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Hurricane Hermine Strikes Florida

A news reporter standing near a sea wall in Cedar Key, Fla., is covered by an unexpected wave as Hurricane Hermine nears the Florida coast, Sept. 1, 2016.

Hurricane Hermine made landfall early Friday along Florida’s Gulf Coast, killing one person, flooding low-lying areas and knocking out power.

The hurricane diminished to a tropical storm later in the day as it moved up the southeastern U.S. coast into Georgia and the Carolinas, but it was still causing weather alerts and precautionary closures along much of the Atlantic Coast.

The first hurricane to strike Florida in more than a decade, Hermine came ashore early Friday just south of the state capital, Tallahassee.

Officials said a homeless man was hit by a tree and killed near Gainesville, Florida.

The state's governor, Rick Scott, said power failures caused by the storm had affected an estimated 325,000 people across Florida, and he declared a state of emergency across most of the state.

The storm damaged homes and roads and raised concerns about a possible increase in Zika virus infections, since the mosquitos that spread the disease thrive in pools of standing water, which were numerous because of the hurricane rain — almost 17 inches inches (43 centimeters) in the cities of Tampa and St. Petersburg. Scott urged residents to dump standing water wherever they could.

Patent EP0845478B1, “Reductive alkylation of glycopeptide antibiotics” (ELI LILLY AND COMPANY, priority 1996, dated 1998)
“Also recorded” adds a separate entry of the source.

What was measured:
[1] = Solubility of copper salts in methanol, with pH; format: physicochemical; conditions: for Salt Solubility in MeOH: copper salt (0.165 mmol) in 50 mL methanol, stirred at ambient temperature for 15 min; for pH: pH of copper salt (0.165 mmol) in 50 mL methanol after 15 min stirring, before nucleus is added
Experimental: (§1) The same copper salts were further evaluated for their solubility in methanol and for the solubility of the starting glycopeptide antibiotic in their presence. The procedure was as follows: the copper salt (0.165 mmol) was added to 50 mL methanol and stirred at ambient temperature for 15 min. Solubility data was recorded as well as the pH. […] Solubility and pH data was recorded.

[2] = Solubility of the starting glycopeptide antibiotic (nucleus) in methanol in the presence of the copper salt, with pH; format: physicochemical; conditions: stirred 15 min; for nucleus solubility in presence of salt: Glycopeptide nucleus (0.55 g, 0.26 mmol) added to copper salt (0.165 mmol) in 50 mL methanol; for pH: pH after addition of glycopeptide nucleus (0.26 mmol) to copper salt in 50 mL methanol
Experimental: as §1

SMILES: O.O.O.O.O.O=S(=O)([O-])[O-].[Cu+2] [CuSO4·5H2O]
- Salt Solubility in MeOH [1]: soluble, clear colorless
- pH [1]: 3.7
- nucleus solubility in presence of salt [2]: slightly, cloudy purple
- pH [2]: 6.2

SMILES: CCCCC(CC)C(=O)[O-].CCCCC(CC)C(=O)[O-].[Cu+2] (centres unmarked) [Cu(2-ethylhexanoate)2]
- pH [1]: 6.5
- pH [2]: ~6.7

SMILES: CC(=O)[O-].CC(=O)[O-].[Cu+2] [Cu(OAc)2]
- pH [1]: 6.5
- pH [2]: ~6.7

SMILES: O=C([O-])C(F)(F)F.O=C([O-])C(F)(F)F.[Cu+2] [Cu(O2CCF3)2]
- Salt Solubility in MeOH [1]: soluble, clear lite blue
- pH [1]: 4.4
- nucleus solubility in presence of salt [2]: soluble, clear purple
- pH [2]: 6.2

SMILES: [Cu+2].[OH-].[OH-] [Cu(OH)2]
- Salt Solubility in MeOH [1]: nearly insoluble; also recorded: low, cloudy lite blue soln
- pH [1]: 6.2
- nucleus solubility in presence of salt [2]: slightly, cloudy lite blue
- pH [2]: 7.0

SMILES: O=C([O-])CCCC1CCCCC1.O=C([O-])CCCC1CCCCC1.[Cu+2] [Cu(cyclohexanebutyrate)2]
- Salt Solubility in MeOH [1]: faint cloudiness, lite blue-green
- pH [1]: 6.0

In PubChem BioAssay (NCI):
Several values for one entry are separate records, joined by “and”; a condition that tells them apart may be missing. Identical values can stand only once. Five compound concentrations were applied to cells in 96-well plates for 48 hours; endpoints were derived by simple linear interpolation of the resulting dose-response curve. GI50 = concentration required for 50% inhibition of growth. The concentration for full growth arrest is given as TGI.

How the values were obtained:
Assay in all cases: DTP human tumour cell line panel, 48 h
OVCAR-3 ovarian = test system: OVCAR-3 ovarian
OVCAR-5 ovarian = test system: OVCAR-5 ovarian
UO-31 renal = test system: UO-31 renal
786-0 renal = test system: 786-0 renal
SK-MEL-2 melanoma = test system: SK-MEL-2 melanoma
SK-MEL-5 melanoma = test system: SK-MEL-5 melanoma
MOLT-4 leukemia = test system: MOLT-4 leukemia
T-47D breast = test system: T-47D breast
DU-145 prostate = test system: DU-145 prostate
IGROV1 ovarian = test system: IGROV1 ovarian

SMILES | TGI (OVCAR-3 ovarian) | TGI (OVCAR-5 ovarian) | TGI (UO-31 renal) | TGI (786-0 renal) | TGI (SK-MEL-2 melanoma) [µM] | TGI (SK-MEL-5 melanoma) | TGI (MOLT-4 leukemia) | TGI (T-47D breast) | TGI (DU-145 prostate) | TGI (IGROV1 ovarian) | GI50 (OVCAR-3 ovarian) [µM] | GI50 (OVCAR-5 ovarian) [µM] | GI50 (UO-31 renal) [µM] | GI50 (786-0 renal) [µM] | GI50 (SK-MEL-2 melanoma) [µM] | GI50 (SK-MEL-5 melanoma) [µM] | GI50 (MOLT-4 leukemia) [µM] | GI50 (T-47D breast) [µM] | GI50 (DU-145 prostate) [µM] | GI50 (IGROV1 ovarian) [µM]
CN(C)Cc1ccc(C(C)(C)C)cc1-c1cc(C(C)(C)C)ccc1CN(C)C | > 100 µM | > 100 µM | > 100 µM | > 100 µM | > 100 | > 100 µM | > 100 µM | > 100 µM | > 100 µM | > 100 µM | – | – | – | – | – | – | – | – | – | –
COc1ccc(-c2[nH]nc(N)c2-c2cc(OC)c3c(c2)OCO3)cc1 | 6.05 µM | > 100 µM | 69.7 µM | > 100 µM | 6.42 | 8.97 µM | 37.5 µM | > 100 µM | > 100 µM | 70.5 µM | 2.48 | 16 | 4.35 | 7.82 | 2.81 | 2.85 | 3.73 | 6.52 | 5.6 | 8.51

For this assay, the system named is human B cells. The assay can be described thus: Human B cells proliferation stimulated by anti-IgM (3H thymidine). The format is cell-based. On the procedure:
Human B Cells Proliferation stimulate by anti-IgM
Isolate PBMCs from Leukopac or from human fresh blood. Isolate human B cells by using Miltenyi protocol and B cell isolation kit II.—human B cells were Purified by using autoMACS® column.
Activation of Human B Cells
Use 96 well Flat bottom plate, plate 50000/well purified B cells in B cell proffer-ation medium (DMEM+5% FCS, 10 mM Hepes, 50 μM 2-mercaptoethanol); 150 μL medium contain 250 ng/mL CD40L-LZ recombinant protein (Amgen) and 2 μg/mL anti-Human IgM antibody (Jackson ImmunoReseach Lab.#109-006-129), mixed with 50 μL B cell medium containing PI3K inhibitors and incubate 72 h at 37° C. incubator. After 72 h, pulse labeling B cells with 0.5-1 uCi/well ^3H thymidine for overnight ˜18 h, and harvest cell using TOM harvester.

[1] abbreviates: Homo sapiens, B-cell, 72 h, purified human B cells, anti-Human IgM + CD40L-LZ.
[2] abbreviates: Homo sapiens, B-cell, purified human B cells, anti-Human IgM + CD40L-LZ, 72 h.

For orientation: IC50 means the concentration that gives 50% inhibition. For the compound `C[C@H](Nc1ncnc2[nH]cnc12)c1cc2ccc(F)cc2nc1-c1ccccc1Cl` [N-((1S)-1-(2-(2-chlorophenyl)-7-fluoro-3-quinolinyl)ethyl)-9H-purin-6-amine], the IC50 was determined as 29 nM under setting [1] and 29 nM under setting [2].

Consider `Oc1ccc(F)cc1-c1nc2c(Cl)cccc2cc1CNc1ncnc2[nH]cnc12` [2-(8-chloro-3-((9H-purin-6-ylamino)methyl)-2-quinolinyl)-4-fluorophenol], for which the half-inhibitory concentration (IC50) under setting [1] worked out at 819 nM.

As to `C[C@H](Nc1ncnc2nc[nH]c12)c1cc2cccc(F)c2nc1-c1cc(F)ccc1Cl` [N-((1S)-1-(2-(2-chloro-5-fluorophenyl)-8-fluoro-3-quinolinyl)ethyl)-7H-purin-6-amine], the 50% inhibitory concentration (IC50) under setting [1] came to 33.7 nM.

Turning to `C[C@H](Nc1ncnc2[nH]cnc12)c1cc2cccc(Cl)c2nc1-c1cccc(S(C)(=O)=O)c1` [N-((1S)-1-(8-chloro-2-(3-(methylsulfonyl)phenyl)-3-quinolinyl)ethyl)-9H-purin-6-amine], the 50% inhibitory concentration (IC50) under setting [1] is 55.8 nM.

Tallahassee's mayor, Andrew Gillum, said, "The bad news is that our electric utility system took a pretty substantial hit. In fact, in the city's history, this may have been the most significant hit to our electric utility system, with over 80 percent of our system having been affected by last night's storm."

Georgia and North Carolina also declared states of emergency as the storm headed north, and President Barack Obama asked the Federal Emergency Management Agency to keep him updated on the situation.

Storm warnings about Hermine were posted as far north as Delaware. New York, New Jersey and Rhode Island were under storm watches.

New York City Mayor Bill de Blasio said city beaches would be closed for swimming on Sunday, part of the Labor Day holiday weekend, because of potentially dangerous rip tides.

"The number one thing I want to say to New Yorkers is: The rip tides are extremely dangerous. This is my number one message," he said. "No one should assume that they can handle these kinds of rip tides. So if you go in the water, you are putting your life in danger. It's as simple as that."